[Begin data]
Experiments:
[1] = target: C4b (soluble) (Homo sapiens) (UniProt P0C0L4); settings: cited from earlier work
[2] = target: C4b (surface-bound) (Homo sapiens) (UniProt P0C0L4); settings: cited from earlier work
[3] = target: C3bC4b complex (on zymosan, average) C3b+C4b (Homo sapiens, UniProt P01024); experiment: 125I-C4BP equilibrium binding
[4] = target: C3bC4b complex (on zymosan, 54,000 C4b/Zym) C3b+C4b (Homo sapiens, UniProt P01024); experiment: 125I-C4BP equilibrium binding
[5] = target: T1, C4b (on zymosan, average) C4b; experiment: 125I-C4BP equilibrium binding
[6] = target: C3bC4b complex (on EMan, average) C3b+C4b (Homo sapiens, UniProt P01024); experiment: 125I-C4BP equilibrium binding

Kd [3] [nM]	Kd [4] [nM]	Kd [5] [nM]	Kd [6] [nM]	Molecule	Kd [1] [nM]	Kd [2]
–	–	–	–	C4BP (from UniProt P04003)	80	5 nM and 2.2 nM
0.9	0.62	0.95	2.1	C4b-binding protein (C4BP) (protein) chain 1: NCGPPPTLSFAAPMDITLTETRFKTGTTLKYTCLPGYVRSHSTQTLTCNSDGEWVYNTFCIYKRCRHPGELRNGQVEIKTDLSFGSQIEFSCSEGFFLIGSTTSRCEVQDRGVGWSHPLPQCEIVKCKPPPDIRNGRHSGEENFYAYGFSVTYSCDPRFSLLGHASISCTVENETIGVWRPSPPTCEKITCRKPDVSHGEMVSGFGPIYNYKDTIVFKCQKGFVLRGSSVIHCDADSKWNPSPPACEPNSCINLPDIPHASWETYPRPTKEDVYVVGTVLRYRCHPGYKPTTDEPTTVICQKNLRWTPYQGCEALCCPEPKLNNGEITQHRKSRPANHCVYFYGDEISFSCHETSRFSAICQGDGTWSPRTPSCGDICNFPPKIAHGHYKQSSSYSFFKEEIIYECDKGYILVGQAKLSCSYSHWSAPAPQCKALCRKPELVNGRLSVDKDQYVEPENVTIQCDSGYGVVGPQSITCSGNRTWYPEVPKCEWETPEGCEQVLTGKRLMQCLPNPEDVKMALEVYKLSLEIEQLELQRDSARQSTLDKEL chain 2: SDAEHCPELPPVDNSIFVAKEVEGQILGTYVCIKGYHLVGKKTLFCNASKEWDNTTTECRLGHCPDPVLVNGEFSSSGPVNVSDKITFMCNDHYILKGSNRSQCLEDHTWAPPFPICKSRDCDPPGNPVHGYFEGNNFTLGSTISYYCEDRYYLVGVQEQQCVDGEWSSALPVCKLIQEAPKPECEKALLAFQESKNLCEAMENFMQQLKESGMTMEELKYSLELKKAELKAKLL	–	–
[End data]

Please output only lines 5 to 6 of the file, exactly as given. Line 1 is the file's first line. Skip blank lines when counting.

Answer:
[4] = target: C3bC4b complex (on zymosan, 54,000 C4b/Zym) C3b+C4b (Homo sapiens, UniProt P01024); experiment: 125I-C4BP equilibrium binding
[5] = target: T1, C4b (on zymosan, average) C4b; experiment: 125I-C4BP equilibrium binding